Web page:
As the boggy, springy terrain underfoot gets harder to manoeuvre through, we squelch our way towards a tree that appears to have no earthly reason to be rooted where it is. From this vantage point and as the sunlight shines through the forlorn-looking branches, Marion describes the interior layout of the homes: “There were four rooms, two upstairs and two on the ground floor. Inside the front door to the right was the working kitchen. It had a crane crook over the open fire and there was a scullery at the back as well. The heat from the fireplace provided a sweet spot on the outside wall which the donkey and other animals could snuggle against.”

Even though the second downstairs room could have provided a third bedroom, most families stuck to the traditional idea of keeping a good room for visitors. No matter how many children there were, they all crammed into the two rooms upstairs.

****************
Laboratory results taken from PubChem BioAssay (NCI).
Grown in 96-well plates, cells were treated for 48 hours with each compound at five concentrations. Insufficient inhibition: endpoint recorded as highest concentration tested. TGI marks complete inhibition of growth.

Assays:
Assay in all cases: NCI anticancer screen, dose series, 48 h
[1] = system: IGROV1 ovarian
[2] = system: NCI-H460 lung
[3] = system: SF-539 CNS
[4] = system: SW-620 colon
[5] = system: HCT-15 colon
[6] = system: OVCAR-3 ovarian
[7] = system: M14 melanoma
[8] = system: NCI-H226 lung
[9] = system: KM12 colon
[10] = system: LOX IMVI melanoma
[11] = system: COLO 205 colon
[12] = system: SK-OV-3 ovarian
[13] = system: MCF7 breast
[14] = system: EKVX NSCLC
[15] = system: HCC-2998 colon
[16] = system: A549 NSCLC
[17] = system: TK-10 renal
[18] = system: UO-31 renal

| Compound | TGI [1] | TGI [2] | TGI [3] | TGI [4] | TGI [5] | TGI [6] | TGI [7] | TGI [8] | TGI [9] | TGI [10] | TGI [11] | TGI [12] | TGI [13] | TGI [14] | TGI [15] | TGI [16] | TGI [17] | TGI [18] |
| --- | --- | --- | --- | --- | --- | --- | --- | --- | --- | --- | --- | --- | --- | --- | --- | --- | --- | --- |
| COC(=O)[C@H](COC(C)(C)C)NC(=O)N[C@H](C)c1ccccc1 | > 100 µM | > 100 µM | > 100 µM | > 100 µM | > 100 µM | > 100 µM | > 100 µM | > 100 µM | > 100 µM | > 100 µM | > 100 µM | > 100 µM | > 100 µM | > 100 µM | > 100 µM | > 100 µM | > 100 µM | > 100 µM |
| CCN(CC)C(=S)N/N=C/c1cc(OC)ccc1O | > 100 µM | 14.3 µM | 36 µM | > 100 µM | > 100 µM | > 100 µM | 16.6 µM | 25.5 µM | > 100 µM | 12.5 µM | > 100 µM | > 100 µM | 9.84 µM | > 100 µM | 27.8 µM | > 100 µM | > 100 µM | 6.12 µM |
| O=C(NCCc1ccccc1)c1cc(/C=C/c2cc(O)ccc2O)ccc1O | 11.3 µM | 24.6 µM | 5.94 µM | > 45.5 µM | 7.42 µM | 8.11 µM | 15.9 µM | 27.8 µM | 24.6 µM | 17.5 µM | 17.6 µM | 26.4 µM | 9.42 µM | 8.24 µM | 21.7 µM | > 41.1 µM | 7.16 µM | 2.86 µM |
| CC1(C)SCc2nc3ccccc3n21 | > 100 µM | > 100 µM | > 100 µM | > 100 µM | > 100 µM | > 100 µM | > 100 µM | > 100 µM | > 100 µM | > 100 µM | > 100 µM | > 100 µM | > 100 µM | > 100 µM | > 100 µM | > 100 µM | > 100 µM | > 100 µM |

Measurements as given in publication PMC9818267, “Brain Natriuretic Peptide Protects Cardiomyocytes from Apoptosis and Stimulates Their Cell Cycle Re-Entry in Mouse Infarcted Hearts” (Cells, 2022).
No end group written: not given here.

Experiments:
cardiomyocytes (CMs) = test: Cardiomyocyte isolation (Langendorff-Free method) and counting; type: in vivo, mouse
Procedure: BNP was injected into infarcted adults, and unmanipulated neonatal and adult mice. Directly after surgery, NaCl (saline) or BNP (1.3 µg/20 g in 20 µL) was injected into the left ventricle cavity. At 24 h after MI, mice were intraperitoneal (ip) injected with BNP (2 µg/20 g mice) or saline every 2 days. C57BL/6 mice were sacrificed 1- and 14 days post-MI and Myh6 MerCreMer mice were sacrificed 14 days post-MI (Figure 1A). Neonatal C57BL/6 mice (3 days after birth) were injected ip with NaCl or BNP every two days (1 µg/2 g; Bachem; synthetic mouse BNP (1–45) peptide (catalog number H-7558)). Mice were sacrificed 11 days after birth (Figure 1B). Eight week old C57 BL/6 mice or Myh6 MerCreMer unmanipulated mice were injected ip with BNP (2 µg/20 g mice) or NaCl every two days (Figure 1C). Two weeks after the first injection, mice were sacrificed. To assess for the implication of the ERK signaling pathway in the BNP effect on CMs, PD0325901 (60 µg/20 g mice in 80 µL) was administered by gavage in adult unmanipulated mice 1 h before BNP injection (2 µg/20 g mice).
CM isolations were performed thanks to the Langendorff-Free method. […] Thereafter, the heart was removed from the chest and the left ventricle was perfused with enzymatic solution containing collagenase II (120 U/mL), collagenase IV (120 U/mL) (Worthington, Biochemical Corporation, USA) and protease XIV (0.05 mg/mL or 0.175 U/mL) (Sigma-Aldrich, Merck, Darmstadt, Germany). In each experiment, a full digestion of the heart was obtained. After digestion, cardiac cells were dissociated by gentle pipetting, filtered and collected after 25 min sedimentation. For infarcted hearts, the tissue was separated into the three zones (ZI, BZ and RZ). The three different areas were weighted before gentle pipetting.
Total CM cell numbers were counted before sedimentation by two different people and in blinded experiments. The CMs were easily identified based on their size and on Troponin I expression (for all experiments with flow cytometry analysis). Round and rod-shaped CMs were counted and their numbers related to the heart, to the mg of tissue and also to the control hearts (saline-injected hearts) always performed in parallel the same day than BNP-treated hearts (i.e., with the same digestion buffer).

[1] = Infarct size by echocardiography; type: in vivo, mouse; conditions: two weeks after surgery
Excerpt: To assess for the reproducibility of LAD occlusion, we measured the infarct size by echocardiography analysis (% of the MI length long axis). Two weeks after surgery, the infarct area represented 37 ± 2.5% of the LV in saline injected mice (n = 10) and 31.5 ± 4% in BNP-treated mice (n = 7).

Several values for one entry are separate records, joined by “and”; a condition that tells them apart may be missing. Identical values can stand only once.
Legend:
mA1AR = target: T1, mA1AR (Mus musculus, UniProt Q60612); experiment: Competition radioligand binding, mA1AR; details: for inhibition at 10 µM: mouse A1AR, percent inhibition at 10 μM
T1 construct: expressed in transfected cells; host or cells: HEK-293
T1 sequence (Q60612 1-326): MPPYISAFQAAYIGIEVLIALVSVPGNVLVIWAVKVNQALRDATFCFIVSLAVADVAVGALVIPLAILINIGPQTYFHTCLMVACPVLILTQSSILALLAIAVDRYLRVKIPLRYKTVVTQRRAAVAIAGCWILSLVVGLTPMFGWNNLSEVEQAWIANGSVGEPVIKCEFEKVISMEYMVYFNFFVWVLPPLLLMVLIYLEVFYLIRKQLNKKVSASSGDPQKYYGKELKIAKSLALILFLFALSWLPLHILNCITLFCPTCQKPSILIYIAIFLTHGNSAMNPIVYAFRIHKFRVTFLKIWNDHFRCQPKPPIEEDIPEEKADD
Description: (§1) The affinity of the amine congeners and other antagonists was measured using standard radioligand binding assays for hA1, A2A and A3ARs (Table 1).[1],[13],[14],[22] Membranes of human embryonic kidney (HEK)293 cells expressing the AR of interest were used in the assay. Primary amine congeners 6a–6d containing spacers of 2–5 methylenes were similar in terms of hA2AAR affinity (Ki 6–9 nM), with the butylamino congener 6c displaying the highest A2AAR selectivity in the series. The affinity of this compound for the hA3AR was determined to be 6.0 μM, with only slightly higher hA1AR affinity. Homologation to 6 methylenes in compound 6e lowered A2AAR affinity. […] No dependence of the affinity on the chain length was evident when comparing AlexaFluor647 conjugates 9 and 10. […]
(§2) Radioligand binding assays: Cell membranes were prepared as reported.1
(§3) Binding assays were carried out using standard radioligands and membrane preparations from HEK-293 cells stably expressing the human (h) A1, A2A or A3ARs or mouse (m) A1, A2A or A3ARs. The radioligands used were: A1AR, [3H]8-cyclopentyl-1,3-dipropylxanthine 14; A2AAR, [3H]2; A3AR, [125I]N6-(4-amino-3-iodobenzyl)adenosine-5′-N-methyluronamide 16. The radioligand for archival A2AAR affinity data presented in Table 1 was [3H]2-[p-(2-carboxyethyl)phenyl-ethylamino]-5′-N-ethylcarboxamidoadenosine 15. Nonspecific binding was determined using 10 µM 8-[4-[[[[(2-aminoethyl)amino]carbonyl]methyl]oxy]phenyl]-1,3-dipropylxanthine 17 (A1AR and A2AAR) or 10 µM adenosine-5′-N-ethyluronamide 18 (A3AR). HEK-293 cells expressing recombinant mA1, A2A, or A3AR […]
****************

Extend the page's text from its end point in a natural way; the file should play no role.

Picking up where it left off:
The veteran who lived in this particular house had joined up with five friends from the same parish. He was the only one who was still alive at the end of the first day of the Battle of the Somme.

“These former soldiers were emotionally damaged as well as physically scarred. One of them attempted to take his own life two years after he was discharged from the army. His family said he was convinced that someone was going to take the farm away from him. He had been stuck in a shell hole for a long time and it had affected him very severely.”